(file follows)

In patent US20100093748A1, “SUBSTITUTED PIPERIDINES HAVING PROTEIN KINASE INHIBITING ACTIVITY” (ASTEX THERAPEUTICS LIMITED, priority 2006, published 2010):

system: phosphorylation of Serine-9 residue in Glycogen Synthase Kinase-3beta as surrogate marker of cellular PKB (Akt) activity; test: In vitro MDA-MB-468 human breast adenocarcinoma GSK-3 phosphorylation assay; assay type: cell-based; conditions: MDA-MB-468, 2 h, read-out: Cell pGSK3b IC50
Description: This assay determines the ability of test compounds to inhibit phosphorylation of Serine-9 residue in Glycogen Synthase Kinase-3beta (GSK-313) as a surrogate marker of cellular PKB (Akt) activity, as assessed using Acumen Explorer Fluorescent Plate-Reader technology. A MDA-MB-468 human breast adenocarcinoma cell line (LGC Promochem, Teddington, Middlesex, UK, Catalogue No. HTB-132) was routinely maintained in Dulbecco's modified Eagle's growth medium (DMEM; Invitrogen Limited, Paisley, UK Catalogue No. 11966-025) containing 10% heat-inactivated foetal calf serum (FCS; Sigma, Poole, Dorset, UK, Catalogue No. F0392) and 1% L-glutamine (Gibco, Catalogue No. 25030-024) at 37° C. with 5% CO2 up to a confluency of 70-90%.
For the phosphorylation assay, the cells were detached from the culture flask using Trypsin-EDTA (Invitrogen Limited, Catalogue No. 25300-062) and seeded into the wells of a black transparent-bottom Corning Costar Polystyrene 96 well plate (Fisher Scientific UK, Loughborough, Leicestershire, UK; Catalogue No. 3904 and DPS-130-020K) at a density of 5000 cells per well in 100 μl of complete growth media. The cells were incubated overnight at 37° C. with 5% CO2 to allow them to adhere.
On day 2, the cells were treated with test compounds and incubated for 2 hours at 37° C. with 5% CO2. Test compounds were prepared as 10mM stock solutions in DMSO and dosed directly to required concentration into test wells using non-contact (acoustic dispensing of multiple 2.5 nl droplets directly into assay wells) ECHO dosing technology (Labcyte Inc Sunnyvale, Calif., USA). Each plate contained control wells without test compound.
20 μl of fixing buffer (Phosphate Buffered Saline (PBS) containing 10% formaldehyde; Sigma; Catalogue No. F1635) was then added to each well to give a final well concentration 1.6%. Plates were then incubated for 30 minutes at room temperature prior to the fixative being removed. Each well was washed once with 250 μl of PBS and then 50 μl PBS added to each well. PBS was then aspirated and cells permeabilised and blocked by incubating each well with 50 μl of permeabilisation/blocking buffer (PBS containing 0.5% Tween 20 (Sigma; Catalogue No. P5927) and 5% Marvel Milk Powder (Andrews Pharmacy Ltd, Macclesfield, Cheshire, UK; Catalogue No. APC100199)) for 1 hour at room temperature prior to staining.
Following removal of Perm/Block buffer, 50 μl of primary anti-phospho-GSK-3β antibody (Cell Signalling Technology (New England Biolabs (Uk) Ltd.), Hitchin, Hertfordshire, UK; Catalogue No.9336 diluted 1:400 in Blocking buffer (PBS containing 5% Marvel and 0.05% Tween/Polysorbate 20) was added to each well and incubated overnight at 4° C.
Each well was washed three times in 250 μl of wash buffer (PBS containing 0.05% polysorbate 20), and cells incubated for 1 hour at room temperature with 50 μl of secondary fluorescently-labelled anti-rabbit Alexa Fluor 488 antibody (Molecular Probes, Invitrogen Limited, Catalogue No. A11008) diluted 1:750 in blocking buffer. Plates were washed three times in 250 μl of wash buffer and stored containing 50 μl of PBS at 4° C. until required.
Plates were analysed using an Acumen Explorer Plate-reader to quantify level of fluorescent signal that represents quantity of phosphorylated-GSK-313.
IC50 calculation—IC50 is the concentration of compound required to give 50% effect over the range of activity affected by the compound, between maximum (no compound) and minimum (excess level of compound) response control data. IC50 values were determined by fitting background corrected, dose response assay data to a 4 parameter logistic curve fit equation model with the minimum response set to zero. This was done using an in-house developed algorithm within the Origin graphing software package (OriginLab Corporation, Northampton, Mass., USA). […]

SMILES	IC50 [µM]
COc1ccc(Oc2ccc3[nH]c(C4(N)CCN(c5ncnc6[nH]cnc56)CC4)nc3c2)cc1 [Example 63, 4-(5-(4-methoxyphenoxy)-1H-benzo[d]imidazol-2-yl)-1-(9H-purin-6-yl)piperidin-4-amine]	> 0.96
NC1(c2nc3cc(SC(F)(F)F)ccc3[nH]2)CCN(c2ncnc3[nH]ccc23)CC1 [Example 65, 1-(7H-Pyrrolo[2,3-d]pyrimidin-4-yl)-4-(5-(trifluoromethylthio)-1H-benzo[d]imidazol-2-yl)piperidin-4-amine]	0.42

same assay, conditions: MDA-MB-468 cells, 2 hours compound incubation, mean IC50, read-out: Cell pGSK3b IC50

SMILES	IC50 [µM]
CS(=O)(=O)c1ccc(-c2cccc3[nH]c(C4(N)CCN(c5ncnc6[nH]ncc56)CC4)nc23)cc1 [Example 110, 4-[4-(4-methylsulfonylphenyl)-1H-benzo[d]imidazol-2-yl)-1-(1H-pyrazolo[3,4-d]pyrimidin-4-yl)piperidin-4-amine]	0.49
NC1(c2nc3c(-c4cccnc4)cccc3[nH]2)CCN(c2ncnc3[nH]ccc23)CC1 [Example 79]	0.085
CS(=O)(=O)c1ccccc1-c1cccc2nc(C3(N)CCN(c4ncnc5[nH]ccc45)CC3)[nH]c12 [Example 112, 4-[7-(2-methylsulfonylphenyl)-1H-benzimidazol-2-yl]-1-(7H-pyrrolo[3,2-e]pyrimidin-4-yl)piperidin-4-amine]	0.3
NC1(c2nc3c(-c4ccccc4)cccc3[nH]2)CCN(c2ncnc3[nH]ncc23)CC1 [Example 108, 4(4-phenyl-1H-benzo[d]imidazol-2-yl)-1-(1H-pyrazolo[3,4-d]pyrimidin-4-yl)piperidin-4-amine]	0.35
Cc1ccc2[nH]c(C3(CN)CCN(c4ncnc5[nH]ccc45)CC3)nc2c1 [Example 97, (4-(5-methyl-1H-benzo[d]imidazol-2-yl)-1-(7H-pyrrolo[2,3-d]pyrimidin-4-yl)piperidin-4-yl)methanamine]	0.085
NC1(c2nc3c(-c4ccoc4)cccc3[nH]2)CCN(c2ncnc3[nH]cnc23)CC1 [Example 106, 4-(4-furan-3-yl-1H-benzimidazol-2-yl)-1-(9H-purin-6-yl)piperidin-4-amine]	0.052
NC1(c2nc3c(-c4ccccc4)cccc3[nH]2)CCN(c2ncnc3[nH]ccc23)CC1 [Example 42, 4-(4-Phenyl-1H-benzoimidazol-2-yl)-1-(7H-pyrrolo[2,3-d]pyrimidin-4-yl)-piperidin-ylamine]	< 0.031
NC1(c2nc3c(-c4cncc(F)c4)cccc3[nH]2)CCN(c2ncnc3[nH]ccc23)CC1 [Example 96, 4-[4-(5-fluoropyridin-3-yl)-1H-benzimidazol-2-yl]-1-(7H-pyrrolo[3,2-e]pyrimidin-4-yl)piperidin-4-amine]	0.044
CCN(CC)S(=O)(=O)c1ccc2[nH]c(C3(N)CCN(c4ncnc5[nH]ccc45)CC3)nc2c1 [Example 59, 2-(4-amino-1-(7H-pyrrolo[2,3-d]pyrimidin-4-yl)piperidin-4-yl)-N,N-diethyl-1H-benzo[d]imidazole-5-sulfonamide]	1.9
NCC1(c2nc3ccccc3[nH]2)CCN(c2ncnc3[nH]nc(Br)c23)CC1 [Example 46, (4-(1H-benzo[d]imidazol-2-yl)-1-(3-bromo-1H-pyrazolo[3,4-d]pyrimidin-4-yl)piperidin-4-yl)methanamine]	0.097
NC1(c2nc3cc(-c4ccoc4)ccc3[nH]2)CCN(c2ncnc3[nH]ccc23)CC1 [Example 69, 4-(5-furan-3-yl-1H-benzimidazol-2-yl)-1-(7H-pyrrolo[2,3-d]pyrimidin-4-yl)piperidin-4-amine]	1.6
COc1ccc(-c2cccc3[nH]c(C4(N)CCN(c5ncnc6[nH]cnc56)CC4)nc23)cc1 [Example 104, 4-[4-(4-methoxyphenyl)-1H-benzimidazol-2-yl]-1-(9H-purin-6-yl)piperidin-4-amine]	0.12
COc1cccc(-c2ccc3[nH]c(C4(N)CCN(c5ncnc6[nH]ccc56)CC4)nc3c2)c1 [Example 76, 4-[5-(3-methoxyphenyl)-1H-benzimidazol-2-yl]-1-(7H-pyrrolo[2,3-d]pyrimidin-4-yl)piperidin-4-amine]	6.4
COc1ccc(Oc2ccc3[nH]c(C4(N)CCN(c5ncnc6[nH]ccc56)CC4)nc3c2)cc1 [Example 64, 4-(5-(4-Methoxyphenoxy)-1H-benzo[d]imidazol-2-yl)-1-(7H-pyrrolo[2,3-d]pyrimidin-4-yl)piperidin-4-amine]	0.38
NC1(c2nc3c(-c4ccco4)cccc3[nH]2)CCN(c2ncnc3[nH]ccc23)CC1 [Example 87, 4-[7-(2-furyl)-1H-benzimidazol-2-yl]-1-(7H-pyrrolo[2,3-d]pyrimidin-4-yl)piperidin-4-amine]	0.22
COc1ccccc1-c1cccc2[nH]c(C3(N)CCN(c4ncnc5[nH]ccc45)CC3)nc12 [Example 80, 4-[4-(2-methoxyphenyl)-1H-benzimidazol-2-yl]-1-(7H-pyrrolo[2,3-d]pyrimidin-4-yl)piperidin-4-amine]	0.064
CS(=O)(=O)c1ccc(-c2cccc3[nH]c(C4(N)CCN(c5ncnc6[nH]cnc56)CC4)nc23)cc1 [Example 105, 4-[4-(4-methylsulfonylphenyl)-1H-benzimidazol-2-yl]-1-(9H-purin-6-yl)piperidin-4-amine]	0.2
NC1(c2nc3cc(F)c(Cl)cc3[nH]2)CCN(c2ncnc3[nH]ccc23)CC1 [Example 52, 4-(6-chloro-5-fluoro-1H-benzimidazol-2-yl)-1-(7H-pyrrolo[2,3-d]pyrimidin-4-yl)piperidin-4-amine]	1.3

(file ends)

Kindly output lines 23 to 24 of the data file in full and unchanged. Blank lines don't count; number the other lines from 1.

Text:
NC1(c2nc3c(-c4cncc(F)c4)cccc3[nH]2)CCN(c2ncnc3[nH]ccc23)CC1 [Example 96, 4-[4-(5-fluoropyridin-3-yl)-1H-benzimidazol-2-yl]-1-(7H-pyrrolo[3,2-e]pyrimidin-4-yl)piperidin-4-amine]	0.044
CCN(CC)S(=O)(=O)c1ccc2[nH]c(C3(N)CCN(c4ncnc5[nH]ccc45)CC3)nc2c1 [Example 59, 2-(4-amino-1-(7H-pyrrolo[2,3-d]pyrimidin-4-yl)piperidin-4-yl)-N,N-diethyl-1H-benzo[d]imidazole-5-sulfonamide]	1.9